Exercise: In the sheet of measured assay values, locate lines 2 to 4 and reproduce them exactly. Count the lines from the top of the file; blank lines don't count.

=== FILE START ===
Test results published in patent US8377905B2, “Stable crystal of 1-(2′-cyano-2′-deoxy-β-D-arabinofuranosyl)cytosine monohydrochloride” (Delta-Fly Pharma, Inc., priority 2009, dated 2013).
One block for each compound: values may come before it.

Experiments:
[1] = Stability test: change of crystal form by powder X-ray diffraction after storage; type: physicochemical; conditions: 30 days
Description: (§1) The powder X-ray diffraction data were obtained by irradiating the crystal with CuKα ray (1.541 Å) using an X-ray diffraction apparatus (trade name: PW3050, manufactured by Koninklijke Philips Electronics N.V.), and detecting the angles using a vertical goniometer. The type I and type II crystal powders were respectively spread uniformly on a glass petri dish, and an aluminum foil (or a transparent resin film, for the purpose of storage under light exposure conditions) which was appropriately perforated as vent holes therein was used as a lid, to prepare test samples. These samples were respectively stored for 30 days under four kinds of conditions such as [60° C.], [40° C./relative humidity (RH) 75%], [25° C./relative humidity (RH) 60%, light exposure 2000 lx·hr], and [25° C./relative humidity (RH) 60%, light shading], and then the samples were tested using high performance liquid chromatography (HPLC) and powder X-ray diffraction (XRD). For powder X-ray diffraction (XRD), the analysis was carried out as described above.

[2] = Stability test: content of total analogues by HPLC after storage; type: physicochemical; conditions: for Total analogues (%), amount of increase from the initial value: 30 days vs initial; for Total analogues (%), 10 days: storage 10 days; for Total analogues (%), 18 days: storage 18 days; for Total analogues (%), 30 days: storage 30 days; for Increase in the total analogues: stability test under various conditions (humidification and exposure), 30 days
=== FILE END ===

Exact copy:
One block for each compound: values may come before it.

Experiments:
[1] = Stability test: change of crystal form by powder X-ray diffraction after storage; type: physicochemical; conditions: 30 days